50. White Shorts 2.0!
  51. Swimming – Even Diving!
  52. White Pants!
  53. Collections and Reflections
  54. Tray of Treasures
  55. Swim Skirts and Bikinis Tops
  56. Milkshakes
  57. Heart to Heart
  58. Anniversary and the Fitted Dress
  59. Dog Days and Daughters
  60. Home is Where We Gather
  61. Saturday Dog Sketching
  62. Neighborhood Craft Day Q&A
  63. Road Trip Packing List
  64. Backup Wardrobe
  65. When in Doubt – Double Up
  66. Weekend in Mexico

Rocking it with an Ostomy

I found a blogger I can relate to, who’s energy and writing has inspired me to get back to the creativity I NEED in my life.

Like me, Heidi Skiba  has a permanent ileostomy after suffering from ulcerative colitis. She openly shares her challenges and how much she has accomplished since her surgery in her blog Ostomy Outdoors.

You can watch her inspiring introduction here and see all that is possible with or without an ostomy. In Heidi’s own words, “My ostomy is one part of a much bigger life”

Here are a few excerpts that caught my attention:

“One of the things I longed to do most after surgery was to go on a climbing road trip again. I wanted to remember what it felt like to climb all day, cook up dinner at camp, talk about the day’s adventures over a crackling campfire, and then get up to do it all again the next day. Last summer, I wasn’t quite strong enough to rock climb. After training and gaining strength over the winter, my body finally felt ready to spend day after day doing climbing routes.” Click to continue

I’m eating up her blog, reading more about Heidi’s exploration and art. Here’s another bit I love:

“I soaked up the inspiration each day and couldn’t wait to get to camp in the evening to spend more time practicing what I had learned. There, I took out my journal and watercolors and filled more pages with writings and drawings of my chickadee visitor, the boulders near my tent, and even my marshmallow-roasting campsite neighbors. As the sun dipped behind the mountains and my hands got chilly, I reluctantly put away my sketchbook. It had been far too long since I  had a chance to spend this much time drawing, and I didn’t want to stop.” Click to Continue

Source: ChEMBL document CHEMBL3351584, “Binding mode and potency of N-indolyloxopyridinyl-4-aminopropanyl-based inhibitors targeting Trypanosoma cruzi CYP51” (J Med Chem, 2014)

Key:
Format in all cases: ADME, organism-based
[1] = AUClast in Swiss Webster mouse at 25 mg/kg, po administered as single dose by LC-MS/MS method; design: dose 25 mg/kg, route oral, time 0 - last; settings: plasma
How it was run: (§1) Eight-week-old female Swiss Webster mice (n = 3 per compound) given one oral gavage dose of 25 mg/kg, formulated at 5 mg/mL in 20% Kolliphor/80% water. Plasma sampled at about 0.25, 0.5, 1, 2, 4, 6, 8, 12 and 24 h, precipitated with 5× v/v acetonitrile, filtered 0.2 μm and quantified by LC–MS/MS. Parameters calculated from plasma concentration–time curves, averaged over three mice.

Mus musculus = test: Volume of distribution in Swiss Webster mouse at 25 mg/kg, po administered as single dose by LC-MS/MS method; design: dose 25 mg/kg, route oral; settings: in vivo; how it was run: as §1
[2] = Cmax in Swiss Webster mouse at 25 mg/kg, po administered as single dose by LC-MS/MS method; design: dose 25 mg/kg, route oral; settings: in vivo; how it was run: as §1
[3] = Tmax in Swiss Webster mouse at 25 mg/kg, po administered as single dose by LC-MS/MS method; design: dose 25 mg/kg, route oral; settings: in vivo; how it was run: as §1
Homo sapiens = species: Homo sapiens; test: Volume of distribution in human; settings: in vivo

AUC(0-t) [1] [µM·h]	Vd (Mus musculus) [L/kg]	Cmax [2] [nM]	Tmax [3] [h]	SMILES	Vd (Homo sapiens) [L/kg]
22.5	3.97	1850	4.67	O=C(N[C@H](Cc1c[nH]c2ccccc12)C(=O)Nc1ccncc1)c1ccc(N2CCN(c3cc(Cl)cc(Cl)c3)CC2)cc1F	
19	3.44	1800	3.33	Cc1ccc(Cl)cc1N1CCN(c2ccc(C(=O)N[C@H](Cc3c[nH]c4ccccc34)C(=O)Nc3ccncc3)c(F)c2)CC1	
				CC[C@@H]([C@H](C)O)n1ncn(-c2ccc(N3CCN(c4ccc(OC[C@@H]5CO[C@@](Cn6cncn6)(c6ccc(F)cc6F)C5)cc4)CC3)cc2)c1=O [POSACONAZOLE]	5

Something Heidi wrote really resonated with me. It sums up how I feel about my life with an ostomy:

“Others say that they refuse to let their ostomy define them. For me, my ostomy has absolutely been a defining force in my life. Going through the experience has made me a stronger, more appreciative person and has given me purpose.  I love showing what is possible after surgery and helping to give hope to those who are facing or recovering from ostomy surgery. It is hard to imagine my life without this new-found focus. Helping others through my Ostomy Outdoors blog is one of the most rewarding things I do.” Click to Continue

It’s no surprise that Heidi was awarded the Health Activist Best Kept Secret Award by WEGO Health

Nice work Heidi!

Karen

Isolation and NPO…not such a welcome sign

This is the not so welcome sign on my hospital door the week of Thanksgiving…

No sooner did I finish the previous blog post about being in the hospital during holidays did I start to feel a little “off”. I landed in the hospital after collapsing with sudden dehydration and the need for several bags of IV fluid and total isolation for being contagious. Wouldn’t you know I’d write about being in the hospital on holidays and end up there until Thanksgiving Day. I got sick on Monday and my blood pressure dropped so suddenly that I couldn’t sit upright without falling to the floor. My doctor called ahead to arrange for me to be admitted because I’ve had this kind of depletion before. It definitely sets you back emotionally but I felt safe and cared for being *NPO and on anti-nausea meds while I rested. My first “full liquid” meal was on Thursday. I was discharged at 4:30pm just in time to be hungry enough for dinner and before the deli closed on the way home. We were able to stop for some take home turkey and mashed potatoes.

*(NPO) is a medical instruction meaning to withhold oral food and fluids from a patient for various reasons. It is a Latin phrase which translates as “nothing through the mouth”.